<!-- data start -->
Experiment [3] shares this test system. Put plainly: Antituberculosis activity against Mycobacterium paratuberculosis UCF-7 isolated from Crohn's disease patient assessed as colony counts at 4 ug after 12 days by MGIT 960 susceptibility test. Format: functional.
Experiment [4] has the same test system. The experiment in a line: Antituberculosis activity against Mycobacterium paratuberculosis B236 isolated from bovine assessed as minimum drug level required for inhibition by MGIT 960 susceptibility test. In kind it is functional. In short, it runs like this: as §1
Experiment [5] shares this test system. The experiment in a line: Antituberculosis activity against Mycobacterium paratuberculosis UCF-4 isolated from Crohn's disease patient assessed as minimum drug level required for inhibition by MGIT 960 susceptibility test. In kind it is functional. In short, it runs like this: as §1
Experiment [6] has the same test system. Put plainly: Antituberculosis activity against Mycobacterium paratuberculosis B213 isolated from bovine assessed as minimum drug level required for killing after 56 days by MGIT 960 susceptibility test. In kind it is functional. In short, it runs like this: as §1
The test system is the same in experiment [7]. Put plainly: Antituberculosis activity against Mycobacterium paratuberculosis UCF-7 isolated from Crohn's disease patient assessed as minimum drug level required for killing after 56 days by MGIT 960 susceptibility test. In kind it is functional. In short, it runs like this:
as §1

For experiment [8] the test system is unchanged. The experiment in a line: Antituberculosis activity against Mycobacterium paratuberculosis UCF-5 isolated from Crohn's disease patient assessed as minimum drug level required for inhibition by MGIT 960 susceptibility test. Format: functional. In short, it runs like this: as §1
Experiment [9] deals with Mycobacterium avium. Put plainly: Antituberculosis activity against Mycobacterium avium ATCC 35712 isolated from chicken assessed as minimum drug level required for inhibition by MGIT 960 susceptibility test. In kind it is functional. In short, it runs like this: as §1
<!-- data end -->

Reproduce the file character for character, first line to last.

Experiment [3] shares this test system. Put plainly: Antituberculosis activity against Mycobacterium paratuberculosis UCF-7 isolated from Crohn's disease patient assessed as colony counts at 4 ug after 12 days by MGIT 960 susceptibility test. Format: functional.
Experiment [4] has the same test system. The experiment in a line: Antituberculosis activity against Mycobacterium paratuberculosis B236 isolated from bovine assessed as minimum drug level required for inhibition by MGIT 960 susceptibility test. In kind it is functional. In short, it runs like this: as §1
Experiment [5] shares this test system. The experiment in a line: Antituberculosis activity against Mycobacterium paratuberculosis UCF-4 isolated from Crohn's disease patient assessed as minimum drug level required for inhibition by MGIT 960 susceptibility test. In kind it is functional. In short, it runs like this: as §1
Experiment [6] has the same test system. Put plainly: Antituberculosis activity against Mycobacterium paratuberculosis B213 isolated from bovine assessed as minimum drug level required for killing after 56 days by MGIT 960 susceptibility test. In kind it is functional. In short, it runs like this: as §1
The test system is the same in experiment [7]. Put plainly: Antituberculosis activity against Mycobacterium paratuberculosis UCF-7 isolated from Crohn's disease patient assessed as minimum drug level required for killing after 56 days by MGIT 960 susceptibility test. In kind it is functional. In short, it runs like this:
as §1

For experiment [8] the test system is unchanged. The experiment in a line: Antituberculosis activity against Mycobacterium paratuberculosis UCF-5 isolated from Crohn's disease patient assessed as minimum drug level required for inhibition by MGIT 960 susceptibility test. Format: functional. In short, it runs like this: as §1
Experiment [9] deals with Mycobacterium avium. Put plainly: Antituberculosis activity against Mycobacterium avium ATCC 35712 isolated from chicken assessed as minimum drug level required for inhibition by MGIT 960 susceptibility test. In kind it is functional. In short, it runs like this: as §1